Rachael Ray says she 'could hear the fire in the wall' before escaping blaze at her home

"When I ran to the top of the stairs, I could hear the fire in the wall. I could hear electricity. I could hear danger," the celebrity chef said on her show.
2nd Annual Variety Salute To Service
Rachael Ray plans to rebuild her home after losing it in a massive fire in August.TODAY Illustration / Getty Images
/ Source: TODAY

As a member of Denis Leary's firefighter foundation, Rachael Ray knows a thing or two about fires, but no amount of experience could've prepared her for the fire that tore through her upstate New York home in August.

During the premiere episode of season 15 of the "Rachael Ray Show" on Monday, the celebrity chef walked fans through the wreckage and showed them what is left of her home after the massive blaze.

The 52-year-old and her husband, John Cusimano, first realized they were in danger when a passerby ran into their backyard and told them that their roof was on fire. Knowing that 911 had already been called, Ray rushed into the house to save a few cherished items while she still had time. But the chef quickly realized that she was too late.

"When I ran to the top of the stairs, I could hear the fire in the wall. I could hear electricity. I could hear danger," she said on her show.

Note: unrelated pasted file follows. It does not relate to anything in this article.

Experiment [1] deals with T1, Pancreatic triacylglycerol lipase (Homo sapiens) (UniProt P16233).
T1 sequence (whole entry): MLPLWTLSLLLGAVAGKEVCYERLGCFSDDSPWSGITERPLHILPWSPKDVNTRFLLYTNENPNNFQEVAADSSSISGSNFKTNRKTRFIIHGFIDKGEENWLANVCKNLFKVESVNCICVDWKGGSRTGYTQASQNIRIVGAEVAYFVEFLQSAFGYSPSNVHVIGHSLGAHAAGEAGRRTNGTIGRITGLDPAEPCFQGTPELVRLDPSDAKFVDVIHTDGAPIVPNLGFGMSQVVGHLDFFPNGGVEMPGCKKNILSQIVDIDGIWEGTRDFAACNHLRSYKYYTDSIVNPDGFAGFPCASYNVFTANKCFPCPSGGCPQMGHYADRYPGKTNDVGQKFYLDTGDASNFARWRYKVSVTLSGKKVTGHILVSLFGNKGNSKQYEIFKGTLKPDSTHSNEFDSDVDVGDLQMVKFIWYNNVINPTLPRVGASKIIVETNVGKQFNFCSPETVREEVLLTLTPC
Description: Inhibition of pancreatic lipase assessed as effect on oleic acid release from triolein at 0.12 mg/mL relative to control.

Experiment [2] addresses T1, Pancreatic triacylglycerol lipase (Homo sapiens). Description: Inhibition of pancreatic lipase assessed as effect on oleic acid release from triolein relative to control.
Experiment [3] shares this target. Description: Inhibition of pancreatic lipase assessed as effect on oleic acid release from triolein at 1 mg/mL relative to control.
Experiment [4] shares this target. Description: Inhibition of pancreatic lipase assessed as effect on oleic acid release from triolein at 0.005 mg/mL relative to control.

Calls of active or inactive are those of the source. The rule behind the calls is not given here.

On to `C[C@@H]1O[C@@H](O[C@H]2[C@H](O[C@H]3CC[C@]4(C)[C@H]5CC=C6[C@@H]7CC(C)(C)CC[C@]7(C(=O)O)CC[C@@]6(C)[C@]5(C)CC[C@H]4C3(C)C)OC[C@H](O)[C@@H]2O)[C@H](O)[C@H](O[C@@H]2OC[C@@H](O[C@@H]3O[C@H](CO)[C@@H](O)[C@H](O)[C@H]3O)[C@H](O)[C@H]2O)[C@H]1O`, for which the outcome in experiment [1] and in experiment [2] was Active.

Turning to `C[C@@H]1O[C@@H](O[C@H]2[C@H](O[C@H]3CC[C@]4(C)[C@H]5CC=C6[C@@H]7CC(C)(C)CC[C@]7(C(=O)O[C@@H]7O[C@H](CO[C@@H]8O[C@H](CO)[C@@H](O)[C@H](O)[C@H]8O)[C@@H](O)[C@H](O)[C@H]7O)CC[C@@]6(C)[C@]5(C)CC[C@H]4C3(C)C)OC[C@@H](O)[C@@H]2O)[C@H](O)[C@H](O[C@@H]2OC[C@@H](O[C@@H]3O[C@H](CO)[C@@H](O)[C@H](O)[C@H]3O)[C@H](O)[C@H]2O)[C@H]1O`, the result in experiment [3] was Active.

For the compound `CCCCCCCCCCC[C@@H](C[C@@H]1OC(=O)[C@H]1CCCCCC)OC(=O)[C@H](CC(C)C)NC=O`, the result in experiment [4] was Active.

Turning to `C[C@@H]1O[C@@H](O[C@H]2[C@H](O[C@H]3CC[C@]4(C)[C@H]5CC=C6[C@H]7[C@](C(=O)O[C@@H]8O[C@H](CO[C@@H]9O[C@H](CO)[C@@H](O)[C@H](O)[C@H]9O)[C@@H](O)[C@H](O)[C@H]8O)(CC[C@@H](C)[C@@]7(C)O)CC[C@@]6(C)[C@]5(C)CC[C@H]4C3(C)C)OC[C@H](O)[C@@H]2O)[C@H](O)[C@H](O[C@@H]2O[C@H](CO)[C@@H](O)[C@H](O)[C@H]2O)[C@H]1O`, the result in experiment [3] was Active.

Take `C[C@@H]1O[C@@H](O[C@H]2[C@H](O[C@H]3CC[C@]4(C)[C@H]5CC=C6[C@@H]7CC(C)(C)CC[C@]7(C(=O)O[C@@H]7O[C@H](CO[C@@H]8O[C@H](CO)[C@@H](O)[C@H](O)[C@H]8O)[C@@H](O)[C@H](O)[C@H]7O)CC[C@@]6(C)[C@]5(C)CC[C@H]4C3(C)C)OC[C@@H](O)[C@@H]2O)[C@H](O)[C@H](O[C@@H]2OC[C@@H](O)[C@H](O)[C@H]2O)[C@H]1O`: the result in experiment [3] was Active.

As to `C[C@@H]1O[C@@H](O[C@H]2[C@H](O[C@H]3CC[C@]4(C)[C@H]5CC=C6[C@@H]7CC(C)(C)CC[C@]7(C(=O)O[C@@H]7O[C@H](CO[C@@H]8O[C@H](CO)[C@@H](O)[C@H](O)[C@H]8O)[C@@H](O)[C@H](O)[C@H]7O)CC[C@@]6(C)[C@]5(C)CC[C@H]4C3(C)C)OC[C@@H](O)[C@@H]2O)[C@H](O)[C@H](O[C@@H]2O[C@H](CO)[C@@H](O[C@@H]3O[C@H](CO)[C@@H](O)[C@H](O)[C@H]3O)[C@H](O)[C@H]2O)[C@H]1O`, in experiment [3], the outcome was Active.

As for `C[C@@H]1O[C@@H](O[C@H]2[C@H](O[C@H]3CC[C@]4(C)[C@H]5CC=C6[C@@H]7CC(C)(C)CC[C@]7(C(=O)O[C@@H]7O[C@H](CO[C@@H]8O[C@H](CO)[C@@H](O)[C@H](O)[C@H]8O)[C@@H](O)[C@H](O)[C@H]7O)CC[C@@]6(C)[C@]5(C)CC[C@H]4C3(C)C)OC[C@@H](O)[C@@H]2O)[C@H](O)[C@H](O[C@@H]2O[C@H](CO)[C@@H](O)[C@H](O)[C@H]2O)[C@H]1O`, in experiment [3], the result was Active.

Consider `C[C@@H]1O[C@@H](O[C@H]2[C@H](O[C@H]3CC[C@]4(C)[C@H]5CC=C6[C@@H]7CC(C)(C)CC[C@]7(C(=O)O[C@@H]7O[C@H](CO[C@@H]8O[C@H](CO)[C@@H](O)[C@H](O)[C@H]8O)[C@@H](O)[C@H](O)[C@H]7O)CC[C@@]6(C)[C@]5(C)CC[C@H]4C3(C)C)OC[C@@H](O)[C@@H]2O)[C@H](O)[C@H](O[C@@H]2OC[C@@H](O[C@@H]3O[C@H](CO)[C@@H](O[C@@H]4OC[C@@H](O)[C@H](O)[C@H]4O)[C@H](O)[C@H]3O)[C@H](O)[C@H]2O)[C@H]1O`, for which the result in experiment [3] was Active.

Ray is a board member of the Leary Firefighters Foundation and had been in enough fake, controlled fires to be worried.

"I immediately turned to run out and there was a (firefighter) standing next to me (saying), 'Get out, get out,'" she recalled.

Following the fire, which started in the couple's chimney, Ray and her husband have relocated to their guest house. The chef recalled the experience of watching her home burn down during an interview with "Entertainment Tonight" on Monday.

"I think initially we were just in shock. We listened to our first responders and we left with the clothes on our back and the flip-flops and Ugg shoes on our feet," she said.

The couple's guest home is directly across the street so they've had a bird's eye view of the wreckage and have watched the home being bulldozed, excavated and removed.

"I see things that look like they are coming out of a 'Transformer' movie going up my hill and knocking down my life and I drew that house. ... I doodled it on a piece of paper, how I wanted that house to be. Everything in it we collected over the course of the last 20 years together," she said. "But, it's stuff, you know? If you have your life, you can move forward and create new things and new visions."

After going through the devastating experience of a fire, Ray is more determined than ever to educate her fans on fire safety.

"It teaches me to keep doing that work and to explain to people there is no one type of home, there is no place that you can safeguard 100 percent and that you have to take it very seriously to always be prepared," she said.

As they reflect on the events of the past month, Ray and her husband have realized how lucky they are to have the support of their fans and the dedicated first responders that rushed to the scene of the fire.

"Honestly, this is making us our best selves in a weird way. It brings us closer to the people that share their time with us in their day and it certainly brings us closer to our humanity and our humility and taking enough time in each day to be truly grateful," she said.